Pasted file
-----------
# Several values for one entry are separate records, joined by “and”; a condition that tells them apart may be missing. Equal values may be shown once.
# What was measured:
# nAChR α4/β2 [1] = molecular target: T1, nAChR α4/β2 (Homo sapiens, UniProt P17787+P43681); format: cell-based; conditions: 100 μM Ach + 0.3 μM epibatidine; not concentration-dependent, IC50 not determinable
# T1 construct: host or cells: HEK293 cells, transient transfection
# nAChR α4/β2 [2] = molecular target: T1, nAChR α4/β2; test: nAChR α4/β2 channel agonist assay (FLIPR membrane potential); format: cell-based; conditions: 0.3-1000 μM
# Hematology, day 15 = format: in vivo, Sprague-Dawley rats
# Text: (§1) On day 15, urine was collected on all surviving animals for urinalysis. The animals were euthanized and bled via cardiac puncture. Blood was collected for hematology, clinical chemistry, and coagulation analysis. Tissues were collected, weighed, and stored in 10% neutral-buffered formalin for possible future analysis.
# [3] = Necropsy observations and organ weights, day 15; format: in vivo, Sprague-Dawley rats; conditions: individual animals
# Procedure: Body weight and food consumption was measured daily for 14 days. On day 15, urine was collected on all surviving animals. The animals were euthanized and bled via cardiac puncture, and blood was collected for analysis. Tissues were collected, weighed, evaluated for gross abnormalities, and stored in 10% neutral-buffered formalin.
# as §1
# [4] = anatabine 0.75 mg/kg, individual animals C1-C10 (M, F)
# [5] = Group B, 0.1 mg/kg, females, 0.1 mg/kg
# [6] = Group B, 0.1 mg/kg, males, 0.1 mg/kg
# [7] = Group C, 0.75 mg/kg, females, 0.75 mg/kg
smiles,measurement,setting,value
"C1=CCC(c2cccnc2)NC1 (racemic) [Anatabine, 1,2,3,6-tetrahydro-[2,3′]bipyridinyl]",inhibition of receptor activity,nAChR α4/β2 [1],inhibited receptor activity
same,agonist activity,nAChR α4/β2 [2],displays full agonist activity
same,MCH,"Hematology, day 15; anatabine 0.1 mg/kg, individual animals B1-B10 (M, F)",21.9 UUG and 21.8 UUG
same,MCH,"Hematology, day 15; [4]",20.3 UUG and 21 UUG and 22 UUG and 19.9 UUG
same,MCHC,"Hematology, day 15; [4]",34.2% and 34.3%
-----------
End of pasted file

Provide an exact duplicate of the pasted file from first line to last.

# Several values for one entry are separate records, joined by “and”; a condition that tells them apart may be missing. Equal values may be shown once.
# What was measured:
# nAChR α4/β2 [1] = molecular target: T1, nAChR α4/β2 (Homo sapiens, UniProt P17787+P43681); format: cell-based; conditions: 100 μM Ach + 0.3 μM epibatidine; not concentration-dependent, IC50 not determinable
# T1 construct: host or cells: HEK293 cells, transient transfection
# nAChR α4/β2 [2] = molecular target: T1, nAChR α4/β2; test: nAChR α4/β2 channel agonist assay (FLIPR membrane potential); format: cell-based; conditions: 0.3-1000 μM
# Hematology, day 15 = format: in vivo, Sprague-Dawley rats
# Text: (§1) On day 15, urine was collected on all surviving animals for urinalysis. The animals were euthanized and bled via cardiac puncture. Blood was collected for hematology, clinical chemistry, and coagulation analysis. Tissues were collected, weighed, and stored in 10% neutral-buffered formalin for possible future analysis.
# [3] = Necropsy observations and organ weights, day 15; format: in vivo, Sprague-Dawley rats; conditions: individual animals
# Procedure: Body weight and food consumption was measured daily for 14 days. On day 15, urine was collected on all surviving animals. The animals were euthanized and bled via cardiac puncture, and blood was collected for analysis. Tissues were collected, weighed, evaluated for gross abnormalities, and stored in 10% neutral-buffered formalin.
# as §1
# [4] = anatabine 0.75 mg/kg, individual animals C1-C10 (M, F)
# [5] = Group B, 0.1 mg/kg, females, 0.1 mg/kg
# [6] = Group B, 0.1 mg/kg, males, 0.1 mg/kg
# [7] = Group C, 0.75 mg/kg, females, 0.75 mg/kg
smiles,measurement,setting,value
"C1=CCC(c2cccnc2)NC1 (racemic) [Anatabine, 1,2,3,6-tetrahydro-[2,3′]bipyridinyl]",inhibition of receptor activity,nAChR α4/β2 [1],inhibited receptor activity
same,agonist activity,nAChR α4/β2 [2],displays full agonist activity
same,MCH,"Hematology, day 15; anatabine 0.1 mg/kg, individual animals B1-B10 (M, F)",21.9 UUG and 21.8 UUG
same,MCH,"Hematology, day 15; [4]",20.3 UUG and 21 UUG and 22 UUG and 19.9 UUG
same,MCHC,"Hematology, day 15; [4]",34.2% and 34.3%